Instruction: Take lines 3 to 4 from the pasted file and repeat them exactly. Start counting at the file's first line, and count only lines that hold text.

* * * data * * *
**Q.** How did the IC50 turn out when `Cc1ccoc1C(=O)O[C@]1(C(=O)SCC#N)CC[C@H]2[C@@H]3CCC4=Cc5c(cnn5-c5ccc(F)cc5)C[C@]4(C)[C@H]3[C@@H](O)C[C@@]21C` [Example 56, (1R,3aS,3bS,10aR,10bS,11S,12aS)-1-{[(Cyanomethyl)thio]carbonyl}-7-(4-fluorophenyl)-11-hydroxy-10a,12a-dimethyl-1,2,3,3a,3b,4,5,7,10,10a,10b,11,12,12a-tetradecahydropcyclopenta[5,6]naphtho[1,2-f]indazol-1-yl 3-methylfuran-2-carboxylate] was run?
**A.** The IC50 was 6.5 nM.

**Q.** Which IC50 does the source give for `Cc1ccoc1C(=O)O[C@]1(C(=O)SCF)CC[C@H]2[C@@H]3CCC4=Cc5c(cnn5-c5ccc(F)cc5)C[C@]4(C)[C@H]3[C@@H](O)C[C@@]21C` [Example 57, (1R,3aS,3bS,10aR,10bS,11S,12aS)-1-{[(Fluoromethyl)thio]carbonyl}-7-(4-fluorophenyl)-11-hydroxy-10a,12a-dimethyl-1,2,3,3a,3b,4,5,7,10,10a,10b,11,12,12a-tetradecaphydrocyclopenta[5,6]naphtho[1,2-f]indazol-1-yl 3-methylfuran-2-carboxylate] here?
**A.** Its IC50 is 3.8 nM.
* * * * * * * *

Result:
**Q.** Which IC50 does the source give for `Cc1ccoc1C(=O)O[C@]1(C(=O)SCF)CC[C@H]2[C@@H]3CCC4=Cc5c(cnn5-c5ccc(F)cc5)C[C@]4(C)[C@H]3[C@@H](O)C[C@@]21C` [Example 57, (1R,3aS,3bS,10aR,10bS,11S,12aS)-1-{[(Fluoromethyl)thio]carbonyl}-7-(4-fluorophenyl)-11-hydroxy-10a,12a-dimethyl-1,2,3,3a,3b,4,5,7,10,10a,10b,11,12,12a-tetradecaphydrocyclopenta[5,6]naphtho[1,2-f]indazol-1-yl 3-methylfuran-2-carboxylate] here?
**A.** Its IC50 is 3.8 nM.